Image Caption: Madam Jean Avila Gadingan and her daughter Jessica celebrated Mother’s Day at the Foreign Domestic Worker Association for Social Support and Training clubhouse in Jalan Bukit Merah yesterday. The younger woman had quit her professional job in the Philippines to join her mother here as a domestic worker.ST PHOTO: SEAH KWANG PEN
For the first time in 20 years, Ms Jessica Gadingan, 23, was able to spend Mother’s Day with her mother.
In 1997, Madam Jean Avila Gadingan, 45, hardened her heart and left her only child, then three years old, in the Philippines to move to Singapore to work as a domestic worker. Each month, the single mother scrimped and saved to send money back home to support the family and put Jessica through school.
Two decades later, her daughter has chosen to follow in her footsteps. Ms Gadingan quit her government job back home and arrived in Singapore two months ago to become a domestic helper.
“As long as I can be with my mother, it is okay even if I have to resign from my professional job to do domestic work,” said Ms Gadingan, who was working as a documentation specialist – processing visa applications of foreigners who wished to work in the Philippines – for a year after she graduated with a degree in applied statistics.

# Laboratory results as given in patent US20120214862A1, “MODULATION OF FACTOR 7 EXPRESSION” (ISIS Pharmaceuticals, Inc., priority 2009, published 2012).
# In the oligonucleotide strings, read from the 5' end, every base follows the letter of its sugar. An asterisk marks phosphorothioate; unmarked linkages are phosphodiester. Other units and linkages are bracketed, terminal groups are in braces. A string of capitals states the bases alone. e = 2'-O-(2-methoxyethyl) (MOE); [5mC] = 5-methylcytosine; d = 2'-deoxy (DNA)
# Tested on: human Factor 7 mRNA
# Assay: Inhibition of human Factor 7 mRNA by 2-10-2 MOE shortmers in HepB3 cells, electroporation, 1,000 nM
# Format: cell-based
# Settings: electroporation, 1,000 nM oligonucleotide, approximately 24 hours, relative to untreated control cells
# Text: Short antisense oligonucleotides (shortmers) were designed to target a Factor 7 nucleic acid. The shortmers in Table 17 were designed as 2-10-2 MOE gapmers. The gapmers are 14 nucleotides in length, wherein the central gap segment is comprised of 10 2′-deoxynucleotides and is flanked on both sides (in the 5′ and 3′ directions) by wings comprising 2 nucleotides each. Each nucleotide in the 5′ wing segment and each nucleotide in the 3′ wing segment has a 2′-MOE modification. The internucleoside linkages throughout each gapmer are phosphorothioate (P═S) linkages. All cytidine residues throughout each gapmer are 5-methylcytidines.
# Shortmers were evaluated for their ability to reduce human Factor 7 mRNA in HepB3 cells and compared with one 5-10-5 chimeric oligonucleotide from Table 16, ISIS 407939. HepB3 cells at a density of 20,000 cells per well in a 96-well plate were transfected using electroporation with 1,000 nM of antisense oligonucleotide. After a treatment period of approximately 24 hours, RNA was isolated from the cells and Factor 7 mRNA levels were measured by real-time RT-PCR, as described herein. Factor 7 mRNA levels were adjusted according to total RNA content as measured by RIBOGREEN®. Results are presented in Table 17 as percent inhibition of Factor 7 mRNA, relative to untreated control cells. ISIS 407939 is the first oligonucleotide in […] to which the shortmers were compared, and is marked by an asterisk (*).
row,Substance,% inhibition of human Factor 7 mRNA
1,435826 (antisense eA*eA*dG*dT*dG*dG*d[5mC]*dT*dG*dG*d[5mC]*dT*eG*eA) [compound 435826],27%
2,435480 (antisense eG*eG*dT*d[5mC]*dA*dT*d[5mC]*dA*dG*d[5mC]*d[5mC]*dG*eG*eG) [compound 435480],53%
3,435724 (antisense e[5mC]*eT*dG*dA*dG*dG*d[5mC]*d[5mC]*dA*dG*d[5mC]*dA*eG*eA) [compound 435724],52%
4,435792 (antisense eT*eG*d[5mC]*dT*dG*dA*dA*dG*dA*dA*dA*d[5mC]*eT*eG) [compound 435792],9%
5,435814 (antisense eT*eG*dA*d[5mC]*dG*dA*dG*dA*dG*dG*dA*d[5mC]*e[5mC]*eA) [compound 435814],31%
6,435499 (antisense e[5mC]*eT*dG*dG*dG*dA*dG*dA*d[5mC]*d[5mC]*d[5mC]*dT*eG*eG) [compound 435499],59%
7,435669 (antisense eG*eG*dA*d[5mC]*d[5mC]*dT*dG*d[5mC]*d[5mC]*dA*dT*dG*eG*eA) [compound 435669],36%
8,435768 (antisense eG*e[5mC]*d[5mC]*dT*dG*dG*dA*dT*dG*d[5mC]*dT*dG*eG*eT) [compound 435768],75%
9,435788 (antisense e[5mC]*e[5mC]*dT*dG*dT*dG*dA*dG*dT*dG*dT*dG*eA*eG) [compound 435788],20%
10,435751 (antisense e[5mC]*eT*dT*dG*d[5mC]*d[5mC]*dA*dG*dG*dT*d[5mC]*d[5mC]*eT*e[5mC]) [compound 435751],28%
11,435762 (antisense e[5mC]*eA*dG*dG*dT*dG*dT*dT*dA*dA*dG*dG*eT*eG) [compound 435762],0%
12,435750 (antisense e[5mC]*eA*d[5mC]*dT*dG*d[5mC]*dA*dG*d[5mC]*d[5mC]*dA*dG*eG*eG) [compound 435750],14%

“My mother has worked so hard as a maid to send me to university, so the sacrifice is worth it,” she added. She said she tried applying for white-collar jobs in Singapore but was told that companies were not hiring.
Yesterday, they joined 400 other foreign domestic workers in celebrating Mother’s Day at a clubhouse in Jalan Bukit Merah, organised by the Foreign Domestic Worker Association for Social Support and Training (Fast).
Ms Gadingan gave her mother a rose and hugged her. She received a kiss in return.
In previous years, the pair had to settle for simple Mother’s Day wishes via text messages. But Ms Gadingan was always on her mother’s mind. Her mother would video call her every day and send her gifts.
“She continues to send money back home in order for us to build a house in our village, so I am here to help her,” said Ms Gadingan. She works for a family in Choa Chu Kang and her mother works for another family in Jurong East.
Madam Gadingan said: “It is sad she has to be a domestic worker, but I am 100 per cent happy to have her with me.”
Fast executive director William Chew presented two mother-daughter pairs, who work here as domestic workers, with bags as gifts on stage yesterday. “By working together here, they can spend quality time and give comfort and support to each other,” he said.